There are a multitude of ways that developers could go about it, and they should really make it clear when users are downloading the software for the first time. You could build the app with built-in versioning that detects when other apps no longer speak the same "language" and then old versions would organically become less and less useful as most of the users upgraded. More drastic measures such as a kill switch that disables the app could also be written, though of course any such open source dapps could be altered by another developer to disable it.
In general, it's like consensus upgrades - if a new version offers a better experience then a lot of people will upgrade to it and this will likely then incentivize the laggards to upgrade as well.
Hey Jameson, Thanks for the AMA!
What Bitcoin would be in 2030? Will it be the next-gen digital gold? What are your thoughts?
Bitcoin has made it really far in 10 years - if we make it another 12 years then I expect that the rate of innovation will continue to accelerate and we'll continue to benefit from network effects that incentivize more and more people to join the revolution and contribute resources to building out the ecosystem. This also means that Bitcoin will become more and more complicated as we'll likely see even more layers of infrastructure and applications built on top of the base protocol. Remember that the Internet itself is comprised of 7 layers; it's hard to say what Bitcoin's final form will be...
Do you think that cryptocurrencies such as stablecoins will become something we'll be able to use in regular stores, or will they remain as a proxy to FIAT?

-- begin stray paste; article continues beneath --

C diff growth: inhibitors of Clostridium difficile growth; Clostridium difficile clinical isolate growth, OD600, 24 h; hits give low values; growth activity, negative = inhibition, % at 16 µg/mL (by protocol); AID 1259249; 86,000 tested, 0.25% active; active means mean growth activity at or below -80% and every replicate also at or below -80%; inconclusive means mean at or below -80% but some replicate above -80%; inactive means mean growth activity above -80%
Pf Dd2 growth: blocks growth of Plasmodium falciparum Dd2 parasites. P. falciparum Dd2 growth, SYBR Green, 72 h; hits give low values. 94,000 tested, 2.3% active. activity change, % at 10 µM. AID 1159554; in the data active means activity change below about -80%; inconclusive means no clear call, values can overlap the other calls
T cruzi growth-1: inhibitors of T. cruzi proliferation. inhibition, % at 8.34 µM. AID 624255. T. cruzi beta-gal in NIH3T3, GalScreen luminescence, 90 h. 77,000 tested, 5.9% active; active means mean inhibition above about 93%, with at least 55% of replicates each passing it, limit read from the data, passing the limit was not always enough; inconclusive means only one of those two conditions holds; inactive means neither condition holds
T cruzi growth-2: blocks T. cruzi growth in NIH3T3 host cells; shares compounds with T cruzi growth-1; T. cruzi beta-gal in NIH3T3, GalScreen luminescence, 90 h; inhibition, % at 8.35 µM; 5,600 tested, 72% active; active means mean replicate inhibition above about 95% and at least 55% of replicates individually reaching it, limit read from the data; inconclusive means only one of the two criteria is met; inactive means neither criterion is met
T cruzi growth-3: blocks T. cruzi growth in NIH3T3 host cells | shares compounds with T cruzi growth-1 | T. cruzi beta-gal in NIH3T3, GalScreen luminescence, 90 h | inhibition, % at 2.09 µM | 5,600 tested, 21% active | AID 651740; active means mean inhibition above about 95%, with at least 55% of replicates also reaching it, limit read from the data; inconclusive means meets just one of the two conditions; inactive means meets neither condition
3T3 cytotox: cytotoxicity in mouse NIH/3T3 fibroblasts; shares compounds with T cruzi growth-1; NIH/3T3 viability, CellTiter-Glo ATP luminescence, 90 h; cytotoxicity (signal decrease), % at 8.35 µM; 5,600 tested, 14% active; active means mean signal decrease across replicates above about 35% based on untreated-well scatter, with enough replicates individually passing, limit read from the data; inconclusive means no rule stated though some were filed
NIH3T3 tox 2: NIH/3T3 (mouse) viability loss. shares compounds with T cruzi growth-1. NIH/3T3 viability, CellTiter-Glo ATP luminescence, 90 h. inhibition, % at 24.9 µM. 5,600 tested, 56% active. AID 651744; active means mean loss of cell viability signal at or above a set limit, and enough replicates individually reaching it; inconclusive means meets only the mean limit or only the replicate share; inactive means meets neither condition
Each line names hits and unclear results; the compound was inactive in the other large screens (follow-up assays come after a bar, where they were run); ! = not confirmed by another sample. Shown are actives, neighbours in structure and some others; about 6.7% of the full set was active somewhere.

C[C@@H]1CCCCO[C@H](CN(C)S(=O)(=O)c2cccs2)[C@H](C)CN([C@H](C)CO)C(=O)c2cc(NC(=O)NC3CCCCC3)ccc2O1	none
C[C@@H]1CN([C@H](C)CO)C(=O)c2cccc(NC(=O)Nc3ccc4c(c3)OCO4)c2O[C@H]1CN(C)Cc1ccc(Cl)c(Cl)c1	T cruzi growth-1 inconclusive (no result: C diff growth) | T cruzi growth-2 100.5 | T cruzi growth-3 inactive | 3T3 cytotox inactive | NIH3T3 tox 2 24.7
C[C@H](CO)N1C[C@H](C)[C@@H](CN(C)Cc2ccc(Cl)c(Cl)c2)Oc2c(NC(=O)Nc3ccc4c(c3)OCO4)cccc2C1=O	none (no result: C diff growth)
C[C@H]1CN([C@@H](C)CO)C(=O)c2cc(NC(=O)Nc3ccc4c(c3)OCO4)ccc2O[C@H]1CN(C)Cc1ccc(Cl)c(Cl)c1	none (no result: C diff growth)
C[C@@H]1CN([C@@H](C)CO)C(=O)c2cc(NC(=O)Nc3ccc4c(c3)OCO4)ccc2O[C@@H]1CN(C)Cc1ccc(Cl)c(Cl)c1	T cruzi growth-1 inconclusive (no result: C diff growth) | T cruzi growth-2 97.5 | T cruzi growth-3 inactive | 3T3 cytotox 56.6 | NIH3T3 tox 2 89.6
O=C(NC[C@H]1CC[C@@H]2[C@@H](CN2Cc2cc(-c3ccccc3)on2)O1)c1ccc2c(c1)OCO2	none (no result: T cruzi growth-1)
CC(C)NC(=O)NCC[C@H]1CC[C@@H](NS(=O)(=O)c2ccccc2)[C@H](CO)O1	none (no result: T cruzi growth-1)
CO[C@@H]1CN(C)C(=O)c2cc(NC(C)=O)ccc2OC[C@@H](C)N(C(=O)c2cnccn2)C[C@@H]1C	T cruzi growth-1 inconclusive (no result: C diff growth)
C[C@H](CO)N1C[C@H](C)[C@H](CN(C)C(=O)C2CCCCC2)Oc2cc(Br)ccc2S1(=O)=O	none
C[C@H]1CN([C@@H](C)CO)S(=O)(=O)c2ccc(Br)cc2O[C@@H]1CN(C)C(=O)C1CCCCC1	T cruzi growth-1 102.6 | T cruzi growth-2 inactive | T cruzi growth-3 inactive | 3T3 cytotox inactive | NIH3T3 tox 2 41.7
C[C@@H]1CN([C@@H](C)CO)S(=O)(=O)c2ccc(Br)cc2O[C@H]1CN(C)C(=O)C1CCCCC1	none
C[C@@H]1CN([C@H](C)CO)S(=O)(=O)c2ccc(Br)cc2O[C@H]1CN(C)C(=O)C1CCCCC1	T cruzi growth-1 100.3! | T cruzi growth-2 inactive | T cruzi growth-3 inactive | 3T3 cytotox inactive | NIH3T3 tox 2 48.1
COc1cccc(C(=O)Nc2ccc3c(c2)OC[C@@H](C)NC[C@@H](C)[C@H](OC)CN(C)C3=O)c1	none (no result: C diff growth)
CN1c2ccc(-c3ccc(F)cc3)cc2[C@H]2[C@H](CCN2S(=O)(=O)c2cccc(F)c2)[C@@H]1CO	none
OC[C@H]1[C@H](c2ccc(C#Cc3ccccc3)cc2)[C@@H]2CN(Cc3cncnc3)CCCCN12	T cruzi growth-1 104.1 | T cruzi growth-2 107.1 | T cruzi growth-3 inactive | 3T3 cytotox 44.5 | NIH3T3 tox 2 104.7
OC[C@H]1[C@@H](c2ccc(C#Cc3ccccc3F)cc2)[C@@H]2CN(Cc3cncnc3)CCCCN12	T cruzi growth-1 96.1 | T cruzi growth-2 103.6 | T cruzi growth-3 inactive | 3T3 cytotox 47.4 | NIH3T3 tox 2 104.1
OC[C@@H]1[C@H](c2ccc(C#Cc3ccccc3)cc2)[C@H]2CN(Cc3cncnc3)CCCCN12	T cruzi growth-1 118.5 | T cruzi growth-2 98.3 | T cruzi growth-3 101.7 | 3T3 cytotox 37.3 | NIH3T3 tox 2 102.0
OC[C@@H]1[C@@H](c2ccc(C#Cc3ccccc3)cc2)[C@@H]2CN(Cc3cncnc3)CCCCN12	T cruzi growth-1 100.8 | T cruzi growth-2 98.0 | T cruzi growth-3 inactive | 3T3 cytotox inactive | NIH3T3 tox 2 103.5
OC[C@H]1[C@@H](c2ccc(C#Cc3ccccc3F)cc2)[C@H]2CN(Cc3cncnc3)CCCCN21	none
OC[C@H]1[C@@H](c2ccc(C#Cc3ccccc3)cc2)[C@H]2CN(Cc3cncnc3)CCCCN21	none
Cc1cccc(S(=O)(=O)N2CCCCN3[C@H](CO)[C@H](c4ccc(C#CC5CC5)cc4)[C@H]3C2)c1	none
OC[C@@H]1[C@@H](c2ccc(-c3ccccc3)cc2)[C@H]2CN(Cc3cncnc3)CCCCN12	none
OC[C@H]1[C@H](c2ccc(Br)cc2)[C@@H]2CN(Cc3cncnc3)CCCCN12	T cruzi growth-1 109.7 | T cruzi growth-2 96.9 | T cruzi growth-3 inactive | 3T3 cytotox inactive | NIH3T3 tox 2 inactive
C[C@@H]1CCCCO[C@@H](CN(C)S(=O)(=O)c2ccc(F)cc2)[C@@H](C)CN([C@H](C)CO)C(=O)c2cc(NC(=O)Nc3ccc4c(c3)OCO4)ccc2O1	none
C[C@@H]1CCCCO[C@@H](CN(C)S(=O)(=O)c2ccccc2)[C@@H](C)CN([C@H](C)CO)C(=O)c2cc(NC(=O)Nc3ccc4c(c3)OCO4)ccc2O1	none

I don't really see the value in using stablecoins for retail purchases; their primary value seems to be for moving money between exchanges or as a short term hedge against the volatility of crypto assets. Credit cards, for example, are likely going to provide a better user experience for payments while being much more scalable. Stablecoins could potentially provide better privacy, though it really depends upon the stablecoin. I'm also generally skeptical of the long-term viability of any stablecoin that it will remain functional and be able to hold its fiat peg.
When do you expect Bitcoin to become an exchange-traded fund?
Then when is impossible to say because we're talking about government bureaucracy... but it seems clear that it's only a matter of time. Now there are so many entities dedicating resources towards bringing and ETF to market - they are going to keep banging on the door of the SEC until they are let in. Hopefully next year!
Will sidechains be able to compete with altcoins for developer mindshare? Do you have an idea what scaling will look like beyond lightning? What roles do you see for prediction markets? Thanks!
It's probably going to boil down to the incentives issue - I'd bet it will be harder to become rich overnight by launching a sidechain that is pegged to bitcoin than to launch a new altcoin from scratch (especially if it's funded by an ICO.) On the flip side, hopefully that means that developers who are more inspired by building ideas than by the prospect of overnight wealth will end up experimenting with sidechains tech because there's ALSO less downside if you fail.